An FDA draft guidance outlines how Generic Drug User Fee Act (GDUFA) performance metric goals would apply to amendments to Abbreviated New Drug Applications (ANDAs).
The FDA announced the draft guidance in the July 11, 2014, Federal Register. The comment deadline is September 9, 2014. The draft guidance, once finalized, will replace a December 2001 guidance covering major, minor, and telephone amendments to ANDAs. According to the FDA’s introduction to the draft guidance, the older regulations did not accommodate the agency’s new amendment review system and GDUFA performance goals.
Performance goals in the draft guidance apply to amendments submitted on or after October 1, 2014, unless the amendments pertain to an ANDA or a prior approval supplement that was submitted prior to that date.
In general, the review process is meant to encourage high-quality ANDA submissions and to eliminate the multiple review cycles that occur when the FDA must reassess applications because of amendments or incomplete data. Many review cycles can extend or eliminate the anticipated review schedules, the FDA says.
Goal approval dates are incremental, and time to approval is calculated based on the submission date. Amendments and their accompanying review do not shorten an application’s approval process, the FDA noted.
The draft guidance establishes goal approval periods based on amendment tiers and whether the amendment is required by the FDA or is an unsolicited submission by a manufacturer. Tiers are divided into subtiers to cover whether the changes fall into the FDA’s major or minor designations.
Under the draft guidance’s approval schedule, amendments in the highest tier would be approved 10, 3, or 6 months after submission, depending on whether the amendment is major or minor. The FDA anticipates 10 months for approval of the first FDA-required major amendment. It expects to approve the first through third FDA-required minor amendments 3 months after submission, and the fourth and fifth FDA-required minor amendment within 6 months of submission.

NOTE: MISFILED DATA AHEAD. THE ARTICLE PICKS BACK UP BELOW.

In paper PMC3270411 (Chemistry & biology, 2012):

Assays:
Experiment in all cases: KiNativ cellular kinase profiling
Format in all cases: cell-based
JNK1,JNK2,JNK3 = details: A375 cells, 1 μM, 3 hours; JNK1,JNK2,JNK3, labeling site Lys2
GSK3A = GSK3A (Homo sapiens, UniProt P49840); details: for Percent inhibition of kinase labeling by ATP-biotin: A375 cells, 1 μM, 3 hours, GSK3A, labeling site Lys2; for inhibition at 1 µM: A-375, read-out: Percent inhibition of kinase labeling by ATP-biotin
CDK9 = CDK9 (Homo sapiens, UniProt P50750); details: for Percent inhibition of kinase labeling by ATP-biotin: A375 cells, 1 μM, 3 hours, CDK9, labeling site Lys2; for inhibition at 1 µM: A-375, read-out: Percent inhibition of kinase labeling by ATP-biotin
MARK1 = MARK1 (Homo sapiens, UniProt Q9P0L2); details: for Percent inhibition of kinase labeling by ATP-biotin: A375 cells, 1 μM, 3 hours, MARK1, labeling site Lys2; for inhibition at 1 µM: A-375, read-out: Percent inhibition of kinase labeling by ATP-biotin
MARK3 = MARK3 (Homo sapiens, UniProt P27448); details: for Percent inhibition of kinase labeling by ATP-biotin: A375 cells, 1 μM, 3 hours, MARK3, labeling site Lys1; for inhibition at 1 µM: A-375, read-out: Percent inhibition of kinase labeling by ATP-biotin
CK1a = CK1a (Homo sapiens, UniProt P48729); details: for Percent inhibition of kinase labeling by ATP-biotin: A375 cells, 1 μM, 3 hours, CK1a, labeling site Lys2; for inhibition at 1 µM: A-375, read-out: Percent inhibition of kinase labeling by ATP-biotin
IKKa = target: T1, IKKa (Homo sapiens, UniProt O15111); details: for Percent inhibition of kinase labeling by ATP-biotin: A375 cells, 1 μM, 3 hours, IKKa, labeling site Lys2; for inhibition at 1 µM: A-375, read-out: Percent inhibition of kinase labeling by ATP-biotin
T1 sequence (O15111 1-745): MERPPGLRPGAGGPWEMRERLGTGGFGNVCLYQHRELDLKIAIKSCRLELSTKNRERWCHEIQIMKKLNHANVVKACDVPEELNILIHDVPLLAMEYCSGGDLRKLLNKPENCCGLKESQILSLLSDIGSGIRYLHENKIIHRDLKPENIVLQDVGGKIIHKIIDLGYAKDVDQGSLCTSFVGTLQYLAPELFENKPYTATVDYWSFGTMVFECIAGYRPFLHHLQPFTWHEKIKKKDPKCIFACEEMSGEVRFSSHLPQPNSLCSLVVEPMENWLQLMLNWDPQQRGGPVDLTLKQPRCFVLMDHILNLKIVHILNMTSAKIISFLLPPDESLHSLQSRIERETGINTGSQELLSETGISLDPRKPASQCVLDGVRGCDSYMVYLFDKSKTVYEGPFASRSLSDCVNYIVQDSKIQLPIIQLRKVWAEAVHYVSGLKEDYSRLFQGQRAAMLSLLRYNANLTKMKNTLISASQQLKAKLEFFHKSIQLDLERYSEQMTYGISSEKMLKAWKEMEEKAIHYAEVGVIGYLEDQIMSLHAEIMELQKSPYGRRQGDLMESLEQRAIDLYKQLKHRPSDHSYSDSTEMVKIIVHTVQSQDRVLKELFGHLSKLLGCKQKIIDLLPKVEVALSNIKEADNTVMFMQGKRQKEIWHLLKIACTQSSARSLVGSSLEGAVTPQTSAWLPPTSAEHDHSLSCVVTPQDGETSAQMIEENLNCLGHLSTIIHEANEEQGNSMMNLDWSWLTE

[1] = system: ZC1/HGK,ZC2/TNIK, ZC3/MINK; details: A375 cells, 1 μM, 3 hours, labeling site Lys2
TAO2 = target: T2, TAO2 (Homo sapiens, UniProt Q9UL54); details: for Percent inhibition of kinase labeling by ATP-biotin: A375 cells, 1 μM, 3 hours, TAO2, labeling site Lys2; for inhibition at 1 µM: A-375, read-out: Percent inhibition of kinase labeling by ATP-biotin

The FDA’s performance metrics for amendments within the first tier would have the agency reviewing and acting on 60% of first major amendments, first through third minor amendments, and fourth and fifth minor amendments within the established time periods in fiscal year (FY) 2015. In FY 2016, the agency expects to review and act on 75% of amendment submissions within its established time periods. It expects to act on 90% of amendment submissions within first-tier time periods during FY 2017.
Second-tier amendments include any unsolicited amendments that did not fit tier-1 requirements. Those should be approved 12 months after being submitted, the guidance states. The agency expects to act on 60% of tier-2 amendments in FY 2015, 75% of tier-2 amendments in FY 2016, and 90% of tier-2 amendments in FY 2017.
Tier-3 amendments, which include any required major amendments after the first, and any required minor amendments after the fifth, have no review and action goals. As a result, GDUFA establishes no performance goals for tier-3 amendments, the draft guidance states.
The FDA can change an amendment’s initial classification if the type, quantity, or data complexity does not fit its current status. The ability will allow the agency to allocate enough resources for amendment review.